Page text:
Trump’s speech, showing the influence of his fascist-minded advisors Stephen Bannon and Stephen Miller, did not invoke the word “democracy,” or even the principle of “self-defense,” within which the operations of US imperialism have traditionally been couched. All that was left was naked military force, threats and coercion.

While there exist significant differences between Trump and elements of the US military/intelligence apparatus, the US president, in his belief in violence as a solution to historical problems, exemplifies the thinking that pervades American policy circles, which seek to maintain US global dominance through the expansion of military power.

The USS Gerald Ford is the physical embodiment of the idea that the long-term historical decline of American capitalism can be offset by more guns, more ships, more wars and more deaths.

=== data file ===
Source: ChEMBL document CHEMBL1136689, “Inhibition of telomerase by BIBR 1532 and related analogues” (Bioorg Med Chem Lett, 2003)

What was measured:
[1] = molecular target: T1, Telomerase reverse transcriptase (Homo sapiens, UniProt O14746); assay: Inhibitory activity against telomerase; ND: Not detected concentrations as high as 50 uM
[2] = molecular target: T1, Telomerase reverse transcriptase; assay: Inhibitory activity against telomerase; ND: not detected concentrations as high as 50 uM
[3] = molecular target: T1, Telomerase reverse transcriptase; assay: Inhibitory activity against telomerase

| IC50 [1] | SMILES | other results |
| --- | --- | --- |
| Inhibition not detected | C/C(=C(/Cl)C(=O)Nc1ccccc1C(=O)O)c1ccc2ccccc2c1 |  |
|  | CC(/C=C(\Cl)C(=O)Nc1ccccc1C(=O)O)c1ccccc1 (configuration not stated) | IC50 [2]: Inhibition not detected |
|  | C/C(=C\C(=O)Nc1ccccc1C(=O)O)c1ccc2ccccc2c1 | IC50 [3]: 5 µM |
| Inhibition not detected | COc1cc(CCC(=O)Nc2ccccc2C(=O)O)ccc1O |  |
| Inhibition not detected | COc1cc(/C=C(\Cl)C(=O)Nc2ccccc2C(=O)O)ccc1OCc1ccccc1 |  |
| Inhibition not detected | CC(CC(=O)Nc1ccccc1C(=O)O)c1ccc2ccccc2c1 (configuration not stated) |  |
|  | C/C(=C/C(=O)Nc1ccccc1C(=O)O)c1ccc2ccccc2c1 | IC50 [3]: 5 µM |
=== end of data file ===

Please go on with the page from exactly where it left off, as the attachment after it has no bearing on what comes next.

The “American Century” has been characterized by the overwhelming superiority of US air power. Despite the fact that the United States has been continuously at war since 1991, not a single US soldier has been attacked by enemy aircraft for over six decades.

And yet, as the US moves into increasingly sharp conflict with Russia, China and even its European allies, it is becoming increasingly clear that its most advanced weapons systems, including aircraft carriers and “stealth” aircraft such as the F-22, F-35 and B-2, would see substantial losses in the event of a shooting war with Russia, China or even some lesser, regional power such as Iran.

In recognition of this reality, Gen. Mark A. Milley noted that the US needs to prepare for conflicts in which “the levels of violence… would be immense and it would be the likes of what the world hasn’t seen since the Second World War.”